Silicon Valley's Golden Triangle: Apple, Google, Palm Mobile Platforms

Apple, Google, Palm, Microsoft, RIM, Nokia and Symbian are among today's leading mobile platforms. Some are being developed within Silicon Valley's Mobile Golden Triangle, while others call the mobile communities of Redmond, Helsinki and Waterloo home. While geographic proximity doesn't matter much for individual applications built on different mobile platforms, Knowledge Center mobile and wireless analyst J. Gerry Purdy explains how the mobile industry as a whole benefits from having these large communities of experienced mobile developers in close proximity to one another.


It seems amazing to me that three of the leading mobile platforms today are being developed near each other within Silicon Valley. This is an area that is approximately south of Highway 92, north of Highway 17, bounded on the east by the San Francisco Bay and on the west by the foothills-although there's no real boundary. I have nicknamed this interesting proximity of Apple, Google and Palm the "Mobile Golden Triangle" since the shape of the lines connecting the three companies on a map is triangular. In other words, if you connect the locations of these companies, they look like the three points of a triangle.

Let's map it out. Apple is working on the iPhone platform (operating system, App Store, iTunes) in Cupertino. Set that as point one. Then, go about 10 miles northwest up Highway 85 to the Bayshore Freeway (Highway 101 at the Rengstorff House). There you'll find Google working in Mountain View on the Android platform (Android operating system, Market Place and general mobile applications such as Search and Maps). You'll also find Microsoft working on much of Windows Mobile in their Mountain View campus at Shoreline and Highway 101. Set that as point two.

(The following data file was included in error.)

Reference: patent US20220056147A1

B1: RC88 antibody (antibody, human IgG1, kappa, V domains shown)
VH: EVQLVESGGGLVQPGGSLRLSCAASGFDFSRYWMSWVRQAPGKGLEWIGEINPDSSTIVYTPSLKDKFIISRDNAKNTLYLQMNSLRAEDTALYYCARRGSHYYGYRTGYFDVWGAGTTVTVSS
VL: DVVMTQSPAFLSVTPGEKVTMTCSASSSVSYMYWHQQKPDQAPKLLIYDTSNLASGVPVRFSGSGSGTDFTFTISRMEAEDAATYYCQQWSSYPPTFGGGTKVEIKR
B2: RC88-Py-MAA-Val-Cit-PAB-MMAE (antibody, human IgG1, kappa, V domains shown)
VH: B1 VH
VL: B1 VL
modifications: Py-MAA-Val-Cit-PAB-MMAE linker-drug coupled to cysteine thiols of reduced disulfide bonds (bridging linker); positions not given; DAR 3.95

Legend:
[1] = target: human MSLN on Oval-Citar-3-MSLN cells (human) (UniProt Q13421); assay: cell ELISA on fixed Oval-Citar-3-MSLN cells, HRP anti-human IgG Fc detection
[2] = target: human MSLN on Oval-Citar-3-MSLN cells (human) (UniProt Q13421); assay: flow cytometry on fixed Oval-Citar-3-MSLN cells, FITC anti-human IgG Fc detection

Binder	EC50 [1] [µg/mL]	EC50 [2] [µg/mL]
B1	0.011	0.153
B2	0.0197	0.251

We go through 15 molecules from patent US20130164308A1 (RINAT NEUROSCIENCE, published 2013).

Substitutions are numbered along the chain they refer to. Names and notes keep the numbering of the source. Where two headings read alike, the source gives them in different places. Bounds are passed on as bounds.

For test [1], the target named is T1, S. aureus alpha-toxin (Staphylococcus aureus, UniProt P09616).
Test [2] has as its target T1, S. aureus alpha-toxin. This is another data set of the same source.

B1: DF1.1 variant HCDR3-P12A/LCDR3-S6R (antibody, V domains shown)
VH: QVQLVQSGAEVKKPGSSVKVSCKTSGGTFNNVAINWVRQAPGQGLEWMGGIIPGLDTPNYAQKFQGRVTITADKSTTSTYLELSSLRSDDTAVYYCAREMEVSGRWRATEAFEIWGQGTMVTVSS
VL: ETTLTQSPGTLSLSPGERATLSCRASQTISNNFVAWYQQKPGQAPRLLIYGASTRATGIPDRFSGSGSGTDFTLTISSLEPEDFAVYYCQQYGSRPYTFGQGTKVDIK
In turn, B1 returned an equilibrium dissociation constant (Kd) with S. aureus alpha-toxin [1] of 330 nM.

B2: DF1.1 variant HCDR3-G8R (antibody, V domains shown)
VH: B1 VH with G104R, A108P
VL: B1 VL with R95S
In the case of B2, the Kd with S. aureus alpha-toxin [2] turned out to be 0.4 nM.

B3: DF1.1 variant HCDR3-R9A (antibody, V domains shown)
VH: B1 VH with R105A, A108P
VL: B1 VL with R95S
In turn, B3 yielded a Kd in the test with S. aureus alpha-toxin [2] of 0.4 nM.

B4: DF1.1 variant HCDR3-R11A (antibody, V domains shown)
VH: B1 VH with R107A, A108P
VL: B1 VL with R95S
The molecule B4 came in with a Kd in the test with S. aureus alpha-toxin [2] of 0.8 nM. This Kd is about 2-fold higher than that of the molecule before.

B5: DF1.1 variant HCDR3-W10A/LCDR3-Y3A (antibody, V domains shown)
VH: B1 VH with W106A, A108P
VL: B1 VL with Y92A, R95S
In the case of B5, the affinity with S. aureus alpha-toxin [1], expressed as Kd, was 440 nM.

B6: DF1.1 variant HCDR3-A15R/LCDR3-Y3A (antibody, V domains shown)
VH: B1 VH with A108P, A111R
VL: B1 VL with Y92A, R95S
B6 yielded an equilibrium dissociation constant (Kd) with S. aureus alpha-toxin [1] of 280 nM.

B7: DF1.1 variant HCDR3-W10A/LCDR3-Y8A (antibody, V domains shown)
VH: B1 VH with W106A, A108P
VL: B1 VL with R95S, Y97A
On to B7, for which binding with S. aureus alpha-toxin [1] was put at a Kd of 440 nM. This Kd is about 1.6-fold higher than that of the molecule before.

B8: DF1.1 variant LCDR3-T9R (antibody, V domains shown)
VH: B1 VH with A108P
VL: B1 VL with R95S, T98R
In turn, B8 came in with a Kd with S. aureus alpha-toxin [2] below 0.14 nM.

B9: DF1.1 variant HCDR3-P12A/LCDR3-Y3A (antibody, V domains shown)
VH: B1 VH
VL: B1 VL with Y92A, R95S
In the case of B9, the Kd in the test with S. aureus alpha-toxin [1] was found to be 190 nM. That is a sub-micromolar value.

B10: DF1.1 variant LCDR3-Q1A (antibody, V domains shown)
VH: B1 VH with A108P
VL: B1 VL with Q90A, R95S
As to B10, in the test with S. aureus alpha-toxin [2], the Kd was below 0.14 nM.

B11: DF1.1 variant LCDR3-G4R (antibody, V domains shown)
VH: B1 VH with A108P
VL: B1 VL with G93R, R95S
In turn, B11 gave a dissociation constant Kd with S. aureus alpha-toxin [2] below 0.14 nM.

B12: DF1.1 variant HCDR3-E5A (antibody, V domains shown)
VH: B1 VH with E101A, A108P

Next, go southeast about 10 miles to Sunnyvale and you'll find Palm working on the new Pre platform (Web operating system, Synergy and Apps Store). Set that as point three. And, if you go about 10 miles back southwest from Palm, you'll end up back in Cupertino at Apple.

Yes, there are two other major mobile development platforms elsewhere: Nokia's Symbian Foundation (in the Espoo area of Helsinki, Finland) and RIM's BlackBerry (in Waterloo, Canada). While Symbian and Nokia both have major offices in the San Francisco Bay area in this same general Triangle area, these offices are focused on market development.

All of the major mobile platform communities do very good work, but there's a special synergistic effect in Silicon Valley due to three of the major mobile development communities being so close to each other. More importantly, this proximity results in a number of other benefits for the mobile industry as a whole, including:

1. Source of engineers

With three major mobile developers within close proximity of each other, the Mobile Golden Triangle provides substantial engineering talent, both from one major company to another but, more importantly, as a network of qualified developers within the area.

2. Professional networking

The Mobile Golden Triangle allows for local members to network at professional conferences, local get-togethers and community interaction. This helps developers gain knowledge and understand the latest trends and new development processes from other developers.

3. Great climate

The Mobile Golden Triangle may not have the best weather in the winter (compared to south Florida), but it's one of the best climates from April until October, with overcast mornings (caused by the San Francisco Bay's micro-climate), clear sunny days and almost no rain.

4. Magnetic attraction

Because there's a lot of hype over Apple's iPhone, Google's Android and now Palm's new Pre, this positive reinforcement acts like magnetic attraction, bringing the best developers from around the world so they, too, can be part of the action.